A new three year contract for Newark, New Jersey's teachers includes a clause that will link pay raises to performance, marking the first time that merit pay will become part of a teacher contract in New Jersey. The new system will reward teachers ranked as effective or highly effective with financial bonuses ranging from $2,000 to $2,500.
As negotiations developed, observers didn't believe it would be possible to get unions, who have been traditionally opposed to merit pay, to agree to accept it as part of their contract. It has historically been difficult to implement policies unpopular with union membership in New Jersey, where union protections are some of the strongest in the country. The fact that Newark became an exception could be credited to Joseph Del Grosso, who, in his capacity as the president of the Newark Teachers Union, expressed guarded support for linking pay to performance by saying that the measure has worked well in the private sector and could work to motivate teachers to improve.
At the time, Del Grosso said that he would be open to merit pay if the district included peer review in their evaluation system. The final agreement seems to do just that, with the inclusion of a teacher in the three-person assessment committee – also made up of a school administrator and the principal – who will all yield equal power.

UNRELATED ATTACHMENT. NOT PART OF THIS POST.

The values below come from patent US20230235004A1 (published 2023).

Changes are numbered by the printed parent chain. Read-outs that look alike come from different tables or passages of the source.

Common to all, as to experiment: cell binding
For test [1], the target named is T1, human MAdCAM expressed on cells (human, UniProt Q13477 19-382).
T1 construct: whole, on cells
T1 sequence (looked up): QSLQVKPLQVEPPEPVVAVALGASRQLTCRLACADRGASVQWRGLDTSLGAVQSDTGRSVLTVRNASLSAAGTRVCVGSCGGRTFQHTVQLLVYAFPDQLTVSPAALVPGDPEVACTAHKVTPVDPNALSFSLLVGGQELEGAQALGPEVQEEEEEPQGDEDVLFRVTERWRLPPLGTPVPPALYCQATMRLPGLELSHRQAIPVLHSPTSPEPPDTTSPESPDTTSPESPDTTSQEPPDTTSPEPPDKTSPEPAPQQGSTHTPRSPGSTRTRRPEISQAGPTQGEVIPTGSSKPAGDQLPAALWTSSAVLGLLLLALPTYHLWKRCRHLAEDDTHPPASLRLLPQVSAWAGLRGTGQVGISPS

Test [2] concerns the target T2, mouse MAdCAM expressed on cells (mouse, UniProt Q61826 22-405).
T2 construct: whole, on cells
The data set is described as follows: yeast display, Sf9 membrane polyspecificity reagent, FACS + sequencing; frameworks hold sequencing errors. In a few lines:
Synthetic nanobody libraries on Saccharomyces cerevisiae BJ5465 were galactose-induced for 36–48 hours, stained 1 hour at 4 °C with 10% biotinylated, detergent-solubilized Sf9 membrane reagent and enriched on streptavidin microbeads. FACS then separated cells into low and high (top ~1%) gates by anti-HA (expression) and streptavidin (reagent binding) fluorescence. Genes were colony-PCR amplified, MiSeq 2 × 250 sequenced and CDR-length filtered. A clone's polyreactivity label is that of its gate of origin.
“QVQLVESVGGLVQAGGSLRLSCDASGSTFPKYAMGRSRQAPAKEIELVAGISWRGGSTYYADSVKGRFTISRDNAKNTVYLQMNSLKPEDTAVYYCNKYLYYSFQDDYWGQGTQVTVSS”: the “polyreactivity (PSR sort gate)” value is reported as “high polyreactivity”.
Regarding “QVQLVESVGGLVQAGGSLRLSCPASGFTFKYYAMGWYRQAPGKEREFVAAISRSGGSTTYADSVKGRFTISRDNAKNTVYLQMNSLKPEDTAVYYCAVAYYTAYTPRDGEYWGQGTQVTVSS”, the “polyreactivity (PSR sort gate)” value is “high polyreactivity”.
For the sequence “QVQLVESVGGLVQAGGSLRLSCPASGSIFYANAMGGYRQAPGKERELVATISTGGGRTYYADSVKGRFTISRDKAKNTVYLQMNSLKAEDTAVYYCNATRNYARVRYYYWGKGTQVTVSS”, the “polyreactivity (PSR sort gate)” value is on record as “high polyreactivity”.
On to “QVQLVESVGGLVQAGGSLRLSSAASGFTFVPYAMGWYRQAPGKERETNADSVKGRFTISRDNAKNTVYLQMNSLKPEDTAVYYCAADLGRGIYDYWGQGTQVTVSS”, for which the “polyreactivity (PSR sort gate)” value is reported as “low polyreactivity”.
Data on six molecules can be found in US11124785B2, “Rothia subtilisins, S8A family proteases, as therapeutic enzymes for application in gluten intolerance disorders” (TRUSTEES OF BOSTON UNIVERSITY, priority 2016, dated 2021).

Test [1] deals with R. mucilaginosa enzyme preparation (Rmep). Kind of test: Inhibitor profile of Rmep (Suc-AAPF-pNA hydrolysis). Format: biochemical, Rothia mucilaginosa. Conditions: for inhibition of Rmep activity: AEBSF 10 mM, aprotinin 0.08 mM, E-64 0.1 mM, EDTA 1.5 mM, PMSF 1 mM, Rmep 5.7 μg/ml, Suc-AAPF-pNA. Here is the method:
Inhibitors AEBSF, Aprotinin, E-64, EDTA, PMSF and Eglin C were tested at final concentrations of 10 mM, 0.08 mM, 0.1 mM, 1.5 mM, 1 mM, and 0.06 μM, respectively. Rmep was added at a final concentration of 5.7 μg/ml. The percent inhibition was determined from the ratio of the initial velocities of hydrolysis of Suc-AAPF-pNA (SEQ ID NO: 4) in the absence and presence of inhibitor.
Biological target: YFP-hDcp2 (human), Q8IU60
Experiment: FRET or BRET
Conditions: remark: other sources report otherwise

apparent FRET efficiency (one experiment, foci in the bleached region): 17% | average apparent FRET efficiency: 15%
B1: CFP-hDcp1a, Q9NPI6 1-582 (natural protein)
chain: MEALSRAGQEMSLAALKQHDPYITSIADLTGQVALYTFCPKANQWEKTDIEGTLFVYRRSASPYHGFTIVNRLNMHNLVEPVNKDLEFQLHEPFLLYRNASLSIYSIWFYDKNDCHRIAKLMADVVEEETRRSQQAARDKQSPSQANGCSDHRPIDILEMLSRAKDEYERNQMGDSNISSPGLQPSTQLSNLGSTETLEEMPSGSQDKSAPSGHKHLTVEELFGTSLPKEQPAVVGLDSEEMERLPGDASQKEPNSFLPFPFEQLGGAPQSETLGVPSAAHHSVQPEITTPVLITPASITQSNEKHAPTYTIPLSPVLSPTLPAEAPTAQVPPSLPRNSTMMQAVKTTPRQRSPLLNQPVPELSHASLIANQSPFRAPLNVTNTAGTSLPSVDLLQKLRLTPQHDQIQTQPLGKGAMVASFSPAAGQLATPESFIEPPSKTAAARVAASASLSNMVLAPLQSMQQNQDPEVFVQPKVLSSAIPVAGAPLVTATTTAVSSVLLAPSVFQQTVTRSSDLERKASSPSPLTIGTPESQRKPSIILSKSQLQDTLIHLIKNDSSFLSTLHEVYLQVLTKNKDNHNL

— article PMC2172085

Union officials and Newark Superintendent Cami Anderson will sign the preliminary deal this afternoon, said Nat Bender, a spokesman for the American Federation for Teachers New Jersey, the statewide union associated with the local Newark teachers union.
Bender said the union and the district discussed merit pay — or "performance enhancers" — for months.
The new contract complies with the rules set out in the tenure law which came into effect this summer. This means that all teachers will be classified into four performance tiers – highly effective, effective, partially effective and ineffective – with the top two being eligible for performance pay increases. There will also be financial bonuses offered to teachers who work in underperforming schools and those teaching subjects in which the district is experiencing a teacher shortage.
Teachers with low ratings will be eligible for a mentoring program to help them improve, union officials said. Under the new contract, teachers deemed ineffective or partially effective will also get merit bonuses if they improve their rating.
Newark is considered the hotbed of education reform in the state and has been working to overhaul itself ever since it fell under state control in 1995. The efforts have drawn interest and, more importantly, donations from many private companies and individuals, including a $100 million dollar grant from Facebook founder Mark Zuckerberg. Part of the Zuckerberg grant will be used to fund merit raises agreed to as part of the new contract.